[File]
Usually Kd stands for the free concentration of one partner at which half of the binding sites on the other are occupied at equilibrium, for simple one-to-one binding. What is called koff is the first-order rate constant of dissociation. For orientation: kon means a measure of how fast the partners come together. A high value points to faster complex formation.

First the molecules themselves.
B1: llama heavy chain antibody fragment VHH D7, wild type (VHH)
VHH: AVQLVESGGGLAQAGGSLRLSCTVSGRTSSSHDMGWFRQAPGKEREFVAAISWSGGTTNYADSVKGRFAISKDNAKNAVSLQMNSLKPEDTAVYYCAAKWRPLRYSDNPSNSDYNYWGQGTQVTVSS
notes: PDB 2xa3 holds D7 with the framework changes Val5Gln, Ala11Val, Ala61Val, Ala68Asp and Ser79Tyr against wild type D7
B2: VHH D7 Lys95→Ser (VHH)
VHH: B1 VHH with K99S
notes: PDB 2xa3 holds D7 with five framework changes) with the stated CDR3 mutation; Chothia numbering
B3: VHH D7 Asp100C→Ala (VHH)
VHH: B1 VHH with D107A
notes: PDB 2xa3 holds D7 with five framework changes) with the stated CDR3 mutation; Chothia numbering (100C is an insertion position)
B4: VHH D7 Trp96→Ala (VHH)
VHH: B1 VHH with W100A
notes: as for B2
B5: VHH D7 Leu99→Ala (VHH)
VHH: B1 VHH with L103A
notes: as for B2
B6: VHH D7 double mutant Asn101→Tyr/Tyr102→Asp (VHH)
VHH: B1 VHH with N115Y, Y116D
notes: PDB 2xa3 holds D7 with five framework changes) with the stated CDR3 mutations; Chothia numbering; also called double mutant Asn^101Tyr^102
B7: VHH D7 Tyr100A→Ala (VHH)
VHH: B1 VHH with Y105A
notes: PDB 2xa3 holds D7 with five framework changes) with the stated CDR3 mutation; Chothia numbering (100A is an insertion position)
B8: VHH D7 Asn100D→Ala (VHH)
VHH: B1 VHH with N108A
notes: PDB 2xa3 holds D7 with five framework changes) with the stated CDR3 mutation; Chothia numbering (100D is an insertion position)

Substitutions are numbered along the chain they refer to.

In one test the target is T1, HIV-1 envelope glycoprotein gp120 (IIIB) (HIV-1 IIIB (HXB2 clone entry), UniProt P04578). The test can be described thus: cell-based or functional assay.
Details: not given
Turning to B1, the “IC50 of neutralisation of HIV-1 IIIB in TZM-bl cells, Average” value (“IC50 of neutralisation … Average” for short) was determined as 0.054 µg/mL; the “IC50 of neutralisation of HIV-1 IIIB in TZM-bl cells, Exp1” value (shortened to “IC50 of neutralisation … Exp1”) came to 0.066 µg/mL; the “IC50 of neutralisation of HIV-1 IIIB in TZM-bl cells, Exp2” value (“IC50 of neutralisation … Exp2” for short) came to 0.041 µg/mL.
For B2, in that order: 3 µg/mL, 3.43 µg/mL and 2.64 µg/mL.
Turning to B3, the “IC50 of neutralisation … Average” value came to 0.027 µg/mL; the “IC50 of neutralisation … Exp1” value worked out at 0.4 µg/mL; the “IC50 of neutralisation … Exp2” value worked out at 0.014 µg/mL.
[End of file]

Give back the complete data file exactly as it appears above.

Usually Kd stands for the free concentration of one partner at which half of the binding sites on the other are occupied at equilibrium, for simple one-to-one binding. What is called koff is the first-order rate constant of dissociation. For orientation: kon means a measure of how fast the partners come together. A high value points to faster complex formation.

First the molecules themselves.
B1: llama heavy chain antibody fragment VHH D7, wild type (VHH)
VHH: AVQLVESGGGLAQAGGSLRLSCTVSGRTSSSHDMGWFRQAPGKEREFVAAISWSGGTTNYADSVKGRFAISKDNAKNAVSLQMNSLKPEDTAVYYCAAKWRPLRYSDNPSNSDYNYWGQGTQVTVSS
notes: PDB 2xa3 holds D7 with the framework changes Val5Gln, Ala11Val, Ala61Val, Ala68Asp and Ser79Tyr against wild type D7
B2: VHH D7 Lys95→Ser (VHH)
VHH: B1 VHH with K99S
notes: PDB 2xa3 holds D7 with five framework changes) with the stated CDR3 mutation; Chothia numbering
B3: VHH D7 Asp100C→Ala (VHH)
VHH: B1 VHH with D107A
notes: PDB 2xa3 holds D7 with five framework changes) with the stated CDR3 mutation; Chothia numbering (100C is an insertion position)
B4: VHH D7 Trp96→Ala (VHH)
VHH: B1 VHH with W100A
notes: as for B2
B5: VHH D7 Leu99→Ala (VHH)
VHH: B1 VHH with L103A
notes: as for B2
B6: VHH D7 double mutant Asn101→Tyr/Tyr102→Asp (VHH)
VHH: B1 VHH with N115Y, Y116D
notes: PDB 2xa3 holds D7 with five framework changes) with the stated CDR3 mutations; Chothia numbering; also called double mutant Asn^101Tyr^102
B7: VHH D7 Tyr100A→Ala (VHH)
VHH: B1 VHH with Y105A
notes: PDB 2xa3 holds D7 with five framework changes) with the stated CDR3 mutation; Chothia numbering (100A is an insertion position)
B8: VHH D7 Asn100D→Ala (VHH)
VHH: B1 VHH with N108A
notes: PDB 2xa3 holds D7 with five framework changes) with the stated CDR3 mutation; Chothia numbering (100D is an insertion position)

Substitutions are numbered along the chain they refer to.

In one test the target is T1, HIV-1 envelope glycoprotein gp120 (IIIB) (HIV-1 IIIB (HXB2 clone entry), UniProt P04578). The test can be described thus: cell-based or functional assay.
Details: not given
Turning to B1, the “IC50 of neutralisation of HIV-1 IIIB in TZM-bl cells, Average” value (“IC50 of neutralisation … Average” for short) was determined as 0.054 µg/mL; the “IC50 of neutralisation of HIV-1 IIIB in TZM-bl cells, Exp1” value (shortened to “IC50 of neutralisation … Exp1”) came to 0.066 µg/mL; the “IC50 of neutralisation of HIV-1 IIIB in TZM-bl cells, Exp2” value (“IC50 of neutralisation … Exp2” for short) came to 0.041 µg/mL.
For B2, in that order: 3 µg/mL, 3.43 µg/mL and 2.64 µg/mL.
Turning to B3, the “IC50 of neutralisation … Average” value came to 0.027 µg/mL; the “IC50 of neutralisation … Exp1” value worked out at 0.4 µg/mL; the “IC50 of neutralisation … Exp2” value worked out at 0.014 µg/mL.